RIP and Excelsior, Stan Lee
You will spend the rest of your life bumping into things that are in the world because of Stan Lee.
The obvious: Spider-Man, The Avengers, Black Panther, Thor (kind of), Captain Marvel, Daredevil, The Fantastic Four, The X-Men, Doctor Strange, The Incredible Hulk, and many more. Though Lee's career as a comics creator is, of course, festooned with asterisks around co-creators who were more or less acknowledged (and more or significantly less paid), Lee's handprints in the wet cement of graphic novels will be there until the art form itself has disappeared from this world.
Then there are all the comics that Lee himself didn't originate, but which sprouted up like bumper crops in the fertile soil of the Marvel universe, like Guardians of the Galaxy or Runaways, or (much more importantly) Howard the Duck. Or the titles that Marvel absorbed or refracted at one time or another, like Star Wars, G.I. Joe or Transformers.
And that, of course, leads us to the wildly comic-skewing pop cultural landscape we have found ourselves within for most of the 21st century, headed up by none other than the cinematic fruits of Lee's labours, the Marvel Cinematic Universe. The DC squad may quibble, but the MCU is the defining cinematic blockbuster franchise of our day -- outpacing, for the time being, even the newly-refreshed, Disneyfied Star Wars saga.
The parallel rise, competition, and exploitation of the comic book format that propelled DC, Marvel, Dark Horse, and other smaller publishing houses throughout the 20th century is not entirely down to Lee, but his arms-out embrace of the fans of that subculture also, perhaps, generated what we recognize as fan culture today. All that cosplay. All those lines in San Diego. Every weird argument you've ever had about the Thing's donk. Directly or indirectly, Stan Lee's knowing wink is part of them all. And he was an active participant all the way to the end, announcing his final personal signing at comic book conventions only a year ago.
Unpeel one more layer after that idea, and you might intuit that the legitimization of geekdom, and the relationships between content creators and content fans (like us), which created sites like Ain't It Cool News and phenomena like Film Twitter, and perhaps the very web site you're reading right now as a result, have a bit of that Stan Lee DNA in them, as well. If, in your lifetime, you saw being a nerd magically transform from something you wouldn't admit to in the high school cafeteria under pain of death, to the first sentence of your online dating profile, well, you might want to think about Stan Lee.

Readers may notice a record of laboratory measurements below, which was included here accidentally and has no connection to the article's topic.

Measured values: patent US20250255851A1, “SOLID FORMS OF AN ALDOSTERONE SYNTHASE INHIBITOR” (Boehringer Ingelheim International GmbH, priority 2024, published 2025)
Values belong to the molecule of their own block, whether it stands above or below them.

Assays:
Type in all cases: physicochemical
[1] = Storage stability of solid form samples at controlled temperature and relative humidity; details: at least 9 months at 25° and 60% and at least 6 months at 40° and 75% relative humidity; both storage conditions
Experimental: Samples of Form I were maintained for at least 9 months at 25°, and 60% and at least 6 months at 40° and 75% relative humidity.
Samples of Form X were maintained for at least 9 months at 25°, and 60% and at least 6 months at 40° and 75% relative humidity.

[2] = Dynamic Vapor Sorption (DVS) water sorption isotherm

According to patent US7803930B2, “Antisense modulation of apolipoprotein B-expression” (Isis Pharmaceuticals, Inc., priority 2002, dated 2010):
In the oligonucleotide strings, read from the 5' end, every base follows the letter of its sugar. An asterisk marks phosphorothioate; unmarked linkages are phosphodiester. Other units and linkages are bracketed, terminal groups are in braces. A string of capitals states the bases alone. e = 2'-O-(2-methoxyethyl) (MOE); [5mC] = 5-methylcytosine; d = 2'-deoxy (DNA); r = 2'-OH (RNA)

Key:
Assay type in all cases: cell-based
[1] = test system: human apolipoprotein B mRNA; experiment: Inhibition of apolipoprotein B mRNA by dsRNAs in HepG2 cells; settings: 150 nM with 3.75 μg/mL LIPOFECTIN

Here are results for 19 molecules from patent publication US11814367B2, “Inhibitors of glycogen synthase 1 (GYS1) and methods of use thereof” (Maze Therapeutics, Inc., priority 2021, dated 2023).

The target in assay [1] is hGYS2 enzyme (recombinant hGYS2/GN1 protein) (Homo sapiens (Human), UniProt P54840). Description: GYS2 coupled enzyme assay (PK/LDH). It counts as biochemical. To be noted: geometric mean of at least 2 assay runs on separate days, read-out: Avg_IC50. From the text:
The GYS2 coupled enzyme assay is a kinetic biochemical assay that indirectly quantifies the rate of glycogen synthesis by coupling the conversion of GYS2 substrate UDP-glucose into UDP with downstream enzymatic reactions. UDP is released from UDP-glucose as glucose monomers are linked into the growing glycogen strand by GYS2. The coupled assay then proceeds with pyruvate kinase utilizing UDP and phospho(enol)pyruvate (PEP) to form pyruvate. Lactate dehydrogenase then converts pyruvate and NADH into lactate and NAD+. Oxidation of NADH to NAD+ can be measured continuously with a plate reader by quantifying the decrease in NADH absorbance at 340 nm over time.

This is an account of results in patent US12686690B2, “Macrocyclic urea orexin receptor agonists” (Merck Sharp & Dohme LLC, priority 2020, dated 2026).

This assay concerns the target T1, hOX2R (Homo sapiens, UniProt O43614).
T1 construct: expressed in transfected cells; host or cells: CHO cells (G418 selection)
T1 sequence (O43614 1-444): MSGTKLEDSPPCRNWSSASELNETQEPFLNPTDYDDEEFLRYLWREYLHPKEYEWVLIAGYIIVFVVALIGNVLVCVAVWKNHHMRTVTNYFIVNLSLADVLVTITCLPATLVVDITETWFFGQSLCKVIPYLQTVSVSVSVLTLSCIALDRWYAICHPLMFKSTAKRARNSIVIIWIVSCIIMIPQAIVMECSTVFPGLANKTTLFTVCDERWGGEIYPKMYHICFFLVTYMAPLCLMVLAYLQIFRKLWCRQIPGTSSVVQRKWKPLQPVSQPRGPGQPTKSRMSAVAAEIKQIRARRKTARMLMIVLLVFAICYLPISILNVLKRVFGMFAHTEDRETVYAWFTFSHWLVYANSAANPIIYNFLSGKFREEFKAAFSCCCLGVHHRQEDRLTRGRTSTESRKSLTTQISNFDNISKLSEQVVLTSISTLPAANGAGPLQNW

We lost Steve Ditko earlier this year, who co-created Spider-Man with Lee, and the reckoning with Jack Kirby's influence on Marvel's creative output is still in the process of being (properly) recalibrated. Stan Lee, as Neil Gaiman just put it, was the "happy huckster" Marvel needed, but he was -- indeed -- a huckster in a lot of ways. And alongside the conversation we can have on Lee's influence on the foundations of popular culture itself, we of course need to look at why so much of that work is perenially fixated on white, straight, American males; why characters like T'Challa are exotic exceptions in the early Marvel pantheon rather than rules; and why franchises that began more than half a century ago are condemned to live on forever even as the eras in which they were conceived make them less and less relevant to the people we are now.
Those are important conversations, but they don't negate the weight of loss I know so many of us are feeling today -- because, perhaps even more so than as a creator, Stan Lee as a personality was so foundational to how so many of us came to understand the stories and worlds that we love.
Not bad, Stan Lee. Not bad at all.